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Different Streaming Devices Question

Can someone help me with all the streaming devices ? Best overall … dislikes/likes …. I’m new 

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Community Streaming Expert

Re: Different Streaming Devices Question

Well, since this is a Roku forum, any answers are going to be skewed in that direction. But my response is, it depends on what you need to stream. If you're only looking to stream from the major Internet services (Netflix, Prime Video, MAX, Hulu, etc.) you really shouldn't have any problem with any of them. If you watch YouTube and like HDR content, then you do not want an Android based streaming player, such as the Nvidia Shield. They don't support HDR on that platform at this time. Roku 4K devices will stream YouTube HDR content. 

If you want to watch any local media, and by that I mean you have ripped a DVD or Blu Ray, or have your own content you create, a Roku becomes a bit more problematic. Roku devices will not play all types of media files, so if you have your own media, you need to either ensure the media is in a supported format or use a media server that can stream the unsupported media in a supported form. This is what is called Transcoding. Plex and Emby offers a free media server that you can install on a computer and stream to a Roku without needing to worry about if the media is supported. But if transcoding is necessary the computer does need to have a bit or power. Nothing extreme, but an older cast-off computer may or may not be up to the task. 

Roku has more content than any other streaming device, in my opinion. Much of it is free, with the requirement to watch ads for the content. Roku themselves offer The Roku Channel, which is filled with free content. Any Roku other than the lowest cost Express should have dual band WiFi. If you have a display that supports Dolby Vision, Roku has several models that can stream it.

If you have a lot of local media content, you would be better off with an Android based player, such as the Nvidia Shield. These players will play almost anything without needing transcoding, show captions from almost any format, and in some cases will provide a Gigabit Ethernet connection (which would only really be needed for local UHD content).  

I have no complaints with the Amazon Fire TV line of players. What I don't like is the Amazon-centric user interface. I have no experience with the Apple TV player, and have no complaints other than the price and some limitations is has on local content. Some people don't like being locked into the Apple universe with their devices. 

Again, what would work best for you is wholly dependent on your needs, as well as your budget. Most likely any Roku (other than the basic Express) would likely do everything you're looking for. If a wired network connection is something you desire, your choices are limited with any brand. Only one Roku player (Ultra) has a wired connection, but several other players do support using a USB network adapter. Same with the Fire TV, adapters only. And I think the Apple TV is the same, adapters only.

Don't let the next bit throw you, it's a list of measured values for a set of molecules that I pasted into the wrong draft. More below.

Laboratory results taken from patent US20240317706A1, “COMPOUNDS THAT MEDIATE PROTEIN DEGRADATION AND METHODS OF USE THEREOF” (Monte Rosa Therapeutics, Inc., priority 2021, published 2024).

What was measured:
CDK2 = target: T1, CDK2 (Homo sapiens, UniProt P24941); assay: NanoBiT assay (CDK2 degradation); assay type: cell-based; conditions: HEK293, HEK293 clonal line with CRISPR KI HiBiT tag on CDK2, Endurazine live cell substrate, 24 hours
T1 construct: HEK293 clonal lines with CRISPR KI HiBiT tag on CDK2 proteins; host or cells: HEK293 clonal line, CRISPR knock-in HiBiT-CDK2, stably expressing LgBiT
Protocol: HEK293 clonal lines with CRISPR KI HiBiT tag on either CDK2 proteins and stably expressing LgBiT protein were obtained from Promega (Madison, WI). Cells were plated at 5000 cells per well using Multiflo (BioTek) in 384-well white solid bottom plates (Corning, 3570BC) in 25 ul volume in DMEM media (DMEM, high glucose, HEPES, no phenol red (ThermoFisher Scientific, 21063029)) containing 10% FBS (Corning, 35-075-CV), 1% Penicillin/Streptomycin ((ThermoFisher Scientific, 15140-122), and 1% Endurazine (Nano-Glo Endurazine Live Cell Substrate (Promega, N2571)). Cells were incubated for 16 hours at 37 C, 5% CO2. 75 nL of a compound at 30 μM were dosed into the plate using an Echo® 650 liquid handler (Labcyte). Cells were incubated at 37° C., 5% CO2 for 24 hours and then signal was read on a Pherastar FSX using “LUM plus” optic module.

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Roku Guru

Re: Different Streaming Devices Question

My quick answer is to NOT get the basic Roku Express. It has too little channel memory and constantly needs to download/install. Consider the Express 4K+ as the base model. You don't need a 4K TV for it. It also includes the voice remote. For most streaming, it's more than enough and quite fast. To be honest, it seems nearly as fast as my Ultra.

I also have a Fire TV 4K Max stick as a backup. It's noticeably slower. The home screen is a confusing mess. If you don't touch the remote for a few seconds, you get CONSTANT little popups telling you to use voice commands for this or that. It also quickly ran out of memory trying to load my apps. I had to get an OTG cable and USB drive, and even that doesn't help much as most apps won't install to USB. It comes with 8GB, but only about 5GB is available for storage. There are also many apps you cannot uninstall, although you can hide them from the apps list.

I recently bought that Walmart Onn 4K Google TV streaming box (US$19.88). It was mainly for playing around with, but I may replace the Fire TV with it. It's about the same speed. The home screen is a bit cleaner, and no prompts to use voice. Google has optimized Google TV apps for file size, so everything fits, and I still have room. It has the same 8GB, with 5GB available. I think about the only uninstallable app is YouTube.

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